And I take issue with your use of the word "truth". I agree with Elaur that many religious beliefs, e.g. the mere prescence of a higher power, are impossible to prove or disprove. Therefore, you technically don't know if atheism is "true" or not.

    Quote Originally Posted by SolitaryWalker View Post
    There is no conclusive proof about religions, however, some arguments on the subject are better than others. Those proposed by the scientists and the philosophers do not guarantee us the knowledge of the truth, though they give us much more clear indicators of what the truth is than those that are almost completely unfounded.

    In one sentence, no argument about religion or many popular myth has all the evidence on its side, yet some arguments have more evidence than others. A rational person will believe in the one that is more supported by evidence.
    A flaw here: Religion and science are not always mutually exclusive. For instance, deism.
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  7. #27
    Branded with Satan murkrow's Avatar
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    Why do we value to happiness of future humans so much lower than that of present humans?

    Also, I am not trying to push atheism on anyone (I wouldn't call myself an atheist even). It's more a matter of attacking their beliefs than replacing them with my own.

  8. #28
    desert pelican Owl's Avatar
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    Quote Originally Posted by SolitaryWalker View Post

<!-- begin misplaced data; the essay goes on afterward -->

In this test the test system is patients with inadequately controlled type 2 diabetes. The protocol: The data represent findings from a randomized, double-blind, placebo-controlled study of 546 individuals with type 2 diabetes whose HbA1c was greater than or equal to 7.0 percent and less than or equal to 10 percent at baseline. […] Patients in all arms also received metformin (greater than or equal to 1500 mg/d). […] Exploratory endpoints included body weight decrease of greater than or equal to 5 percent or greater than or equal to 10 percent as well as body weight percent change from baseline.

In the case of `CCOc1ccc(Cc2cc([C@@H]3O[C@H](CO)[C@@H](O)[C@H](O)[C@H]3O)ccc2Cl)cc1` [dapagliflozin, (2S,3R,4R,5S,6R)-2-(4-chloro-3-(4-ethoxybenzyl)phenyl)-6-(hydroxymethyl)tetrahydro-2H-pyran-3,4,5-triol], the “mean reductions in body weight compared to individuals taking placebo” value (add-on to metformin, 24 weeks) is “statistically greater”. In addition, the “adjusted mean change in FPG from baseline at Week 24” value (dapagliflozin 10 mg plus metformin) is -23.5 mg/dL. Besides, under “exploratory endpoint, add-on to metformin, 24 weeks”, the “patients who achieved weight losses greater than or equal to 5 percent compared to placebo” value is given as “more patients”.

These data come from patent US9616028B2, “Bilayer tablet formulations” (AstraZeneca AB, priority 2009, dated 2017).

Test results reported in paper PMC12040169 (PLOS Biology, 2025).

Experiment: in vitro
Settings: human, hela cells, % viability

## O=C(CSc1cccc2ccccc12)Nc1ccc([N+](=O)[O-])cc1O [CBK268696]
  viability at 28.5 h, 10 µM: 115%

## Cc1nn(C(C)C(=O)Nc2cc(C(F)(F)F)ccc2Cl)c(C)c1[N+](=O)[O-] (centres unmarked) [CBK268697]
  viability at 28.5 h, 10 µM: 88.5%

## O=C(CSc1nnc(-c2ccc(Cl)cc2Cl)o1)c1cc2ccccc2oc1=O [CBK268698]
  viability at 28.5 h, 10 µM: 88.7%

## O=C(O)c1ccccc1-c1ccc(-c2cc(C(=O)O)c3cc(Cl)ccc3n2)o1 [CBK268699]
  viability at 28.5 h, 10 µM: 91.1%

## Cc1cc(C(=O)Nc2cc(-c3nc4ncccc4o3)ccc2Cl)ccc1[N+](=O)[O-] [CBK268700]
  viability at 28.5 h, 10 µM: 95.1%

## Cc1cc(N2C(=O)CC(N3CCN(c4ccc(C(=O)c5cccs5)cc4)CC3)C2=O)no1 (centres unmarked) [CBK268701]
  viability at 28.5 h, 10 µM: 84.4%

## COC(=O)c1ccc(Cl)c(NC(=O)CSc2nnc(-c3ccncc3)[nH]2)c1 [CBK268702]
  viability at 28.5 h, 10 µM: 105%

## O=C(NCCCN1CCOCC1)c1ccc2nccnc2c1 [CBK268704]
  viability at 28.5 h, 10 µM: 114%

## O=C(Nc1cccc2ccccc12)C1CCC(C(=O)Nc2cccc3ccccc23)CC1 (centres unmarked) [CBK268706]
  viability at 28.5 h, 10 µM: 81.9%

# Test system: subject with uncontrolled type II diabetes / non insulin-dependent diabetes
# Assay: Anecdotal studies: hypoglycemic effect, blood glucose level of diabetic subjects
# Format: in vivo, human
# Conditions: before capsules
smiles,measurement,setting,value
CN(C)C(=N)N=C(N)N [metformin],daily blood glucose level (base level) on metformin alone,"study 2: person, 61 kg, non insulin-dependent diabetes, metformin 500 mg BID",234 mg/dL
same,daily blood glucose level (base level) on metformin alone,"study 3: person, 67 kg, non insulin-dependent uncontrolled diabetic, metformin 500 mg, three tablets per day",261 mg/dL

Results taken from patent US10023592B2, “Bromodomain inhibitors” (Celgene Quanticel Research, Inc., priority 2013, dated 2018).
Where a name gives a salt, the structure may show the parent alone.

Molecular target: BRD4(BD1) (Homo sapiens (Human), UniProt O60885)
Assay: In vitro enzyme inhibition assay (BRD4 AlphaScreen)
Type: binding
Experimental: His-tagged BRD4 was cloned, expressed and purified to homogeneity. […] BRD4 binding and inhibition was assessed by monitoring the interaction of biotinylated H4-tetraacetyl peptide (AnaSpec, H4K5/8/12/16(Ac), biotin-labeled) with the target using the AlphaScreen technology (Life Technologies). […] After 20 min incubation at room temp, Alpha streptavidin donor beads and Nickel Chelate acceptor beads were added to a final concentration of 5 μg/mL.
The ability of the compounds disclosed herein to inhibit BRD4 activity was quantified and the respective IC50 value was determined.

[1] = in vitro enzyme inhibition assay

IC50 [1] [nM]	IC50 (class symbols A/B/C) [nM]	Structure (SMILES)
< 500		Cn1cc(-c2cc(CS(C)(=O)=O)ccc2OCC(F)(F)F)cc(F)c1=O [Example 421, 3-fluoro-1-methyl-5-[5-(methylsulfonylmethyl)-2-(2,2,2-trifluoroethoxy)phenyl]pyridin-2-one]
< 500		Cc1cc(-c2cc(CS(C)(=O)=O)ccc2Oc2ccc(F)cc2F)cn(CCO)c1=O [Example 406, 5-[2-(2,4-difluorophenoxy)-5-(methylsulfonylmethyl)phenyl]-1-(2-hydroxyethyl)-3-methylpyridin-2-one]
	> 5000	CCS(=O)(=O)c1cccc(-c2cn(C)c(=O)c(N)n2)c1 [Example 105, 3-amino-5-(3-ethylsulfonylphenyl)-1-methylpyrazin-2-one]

How are you defining meaning? The most typical notion of meaning as significance something holds to a person. In other words, it is how important something is to someone. I do not see why something needs to be a true beleive to be important to a person. Imagine an ordinary non-educated person of 900. He finds meaning in the proposition that the Earth is flat because it makes him feel genuinely knowledgeable, and it is important for him to be knowledgeable.

    How is the person in question robbed of meaning by a belief in falsehoods. Yes, certainly interested in continuing the formal debate.
    I'm not using "meaning" as above. Meaning, in this context, is the most basic object of cognition; it's intimately related to the formation of concepts, judgments, and arguments; it makes thought and dialouge possible.

    Not all false beliefs rob one of meaning. It is only in those cases where the person in question's belief is clearly false that he is without meaning. Take, for example, an analytic apriori proposition; the only way a person could reject the veracity of such a proposition is if he doesn't understand what that proposition means.

  9. #29
    Tenured roisterer SolitaryWalker's Avatar
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    Quote Originally Posted by Owl View Post
    I'm not using "meaning" as above. Meaning, in this context, is the most basic object of cognition; it's intimately related to the formation of concepts, judgments, and arguments; it makes thought and dialouge possible.

    Not all false beliefs rob one of meaning. It is only in those cases where the person in question's belief is clearly false that he is without meaning. Take, for example, an analytic apriori proposition; the only way a person could reject the veracity of such a proposition is if he doesn't understand what that proposition means.

    Meaning is defined as a formation of a concept? All of one's beliefs then have meaning, whether true or false. Essentially as they are all statements thst mean something or entail a conceptual notion about the world. How then, do clearly false beliefs rob a person of meaning? The only way one can have meaninglessness with regard to any proposition is by being completely ignorant of it. What is the relevance of apriori analytic principles?
    Last edited by SolitaryWalker; 06-04-2009 at 08:29 PM.
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  10. #30
    Branded with Satan murkrow's Avatar
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    Aleksey, are you going to tell me why you value the happiness of present humans higher than that of future humans?
    wails from the crypt.